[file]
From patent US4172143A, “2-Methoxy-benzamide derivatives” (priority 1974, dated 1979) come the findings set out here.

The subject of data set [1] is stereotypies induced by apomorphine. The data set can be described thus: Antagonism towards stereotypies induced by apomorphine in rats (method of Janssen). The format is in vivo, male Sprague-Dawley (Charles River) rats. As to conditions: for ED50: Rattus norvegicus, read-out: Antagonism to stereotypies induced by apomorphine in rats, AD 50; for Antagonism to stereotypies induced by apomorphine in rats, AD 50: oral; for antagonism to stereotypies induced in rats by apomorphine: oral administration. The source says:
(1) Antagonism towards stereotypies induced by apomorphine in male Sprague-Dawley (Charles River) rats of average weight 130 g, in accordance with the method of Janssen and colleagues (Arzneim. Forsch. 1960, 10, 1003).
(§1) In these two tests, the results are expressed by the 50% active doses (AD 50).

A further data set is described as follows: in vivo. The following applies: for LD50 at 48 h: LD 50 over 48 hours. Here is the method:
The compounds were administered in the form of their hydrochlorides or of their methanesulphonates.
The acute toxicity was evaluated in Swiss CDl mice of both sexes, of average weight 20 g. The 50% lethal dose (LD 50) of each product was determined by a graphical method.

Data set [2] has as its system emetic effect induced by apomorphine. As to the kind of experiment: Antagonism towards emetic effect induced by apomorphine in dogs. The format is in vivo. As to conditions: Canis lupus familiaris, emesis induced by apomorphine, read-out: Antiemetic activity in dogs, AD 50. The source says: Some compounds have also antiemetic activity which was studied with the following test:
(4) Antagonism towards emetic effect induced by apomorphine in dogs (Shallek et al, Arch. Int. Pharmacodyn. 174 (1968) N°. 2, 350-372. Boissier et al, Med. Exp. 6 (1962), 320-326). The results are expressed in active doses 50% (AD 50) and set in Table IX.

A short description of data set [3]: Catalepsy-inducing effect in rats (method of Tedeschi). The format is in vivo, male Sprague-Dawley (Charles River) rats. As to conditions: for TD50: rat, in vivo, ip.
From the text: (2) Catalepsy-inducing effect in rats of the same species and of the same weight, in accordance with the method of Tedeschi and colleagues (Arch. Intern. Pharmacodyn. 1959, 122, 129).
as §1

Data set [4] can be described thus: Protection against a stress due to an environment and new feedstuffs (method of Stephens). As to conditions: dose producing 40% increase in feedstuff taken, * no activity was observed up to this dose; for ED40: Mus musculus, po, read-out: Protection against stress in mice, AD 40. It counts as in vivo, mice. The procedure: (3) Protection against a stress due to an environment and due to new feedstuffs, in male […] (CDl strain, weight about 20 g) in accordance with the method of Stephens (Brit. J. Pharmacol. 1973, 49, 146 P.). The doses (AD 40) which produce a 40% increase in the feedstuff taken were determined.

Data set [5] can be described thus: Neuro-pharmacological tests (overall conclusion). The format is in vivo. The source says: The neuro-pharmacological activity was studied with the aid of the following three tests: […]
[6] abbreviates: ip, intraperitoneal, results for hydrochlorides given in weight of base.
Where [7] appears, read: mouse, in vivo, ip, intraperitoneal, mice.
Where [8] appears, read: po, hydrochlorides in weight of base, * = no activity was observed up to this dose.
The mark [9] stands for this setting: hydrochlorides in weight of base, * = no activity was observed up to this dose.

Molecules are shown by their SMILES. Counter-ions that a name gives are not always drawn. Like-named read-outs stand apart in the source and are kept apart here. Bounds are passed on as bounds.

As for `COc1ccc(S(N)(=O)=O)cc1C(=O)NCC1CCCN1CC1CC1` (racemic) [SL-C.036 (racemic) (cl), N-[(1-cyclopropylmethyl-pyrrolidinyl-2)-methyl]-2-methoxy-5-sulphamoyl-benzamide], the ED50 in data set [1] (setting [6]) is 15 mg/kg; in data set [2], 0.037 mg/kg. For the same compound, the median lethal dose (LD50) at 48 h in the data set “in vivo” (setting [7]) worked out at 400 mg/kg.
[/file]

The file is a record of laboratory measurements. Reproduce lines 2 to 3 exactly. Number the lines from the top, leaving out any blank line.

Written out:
The subject of data set [1] is stereotypies induced by apomorphine. The data set can be described thus: Antagonism towards stereotypies induced by apomorphine in rats (method of Janssen). The format is in vivo, male Sprague-Dawley (Charles River) rats. As to conditions: for ED50: Rattus norvegicus, read-out: Antagonism to stereotypies induced by apomorphine in rats, AD 50; for Antagonism to stereotypies induced by apomorphine in rats, AD 50: oral; for antagonism to stereotypies induced in rats by apomorphine: oral administration. The source says:
(1) Antagonism towards stereotypies induced by apomorphine in male Sprague-Dawley (Charles River) rats of average weight 130 g, in accordance with the method of Janssen and colleagues (Arzneim. Forsch. 1960, 10, 1003).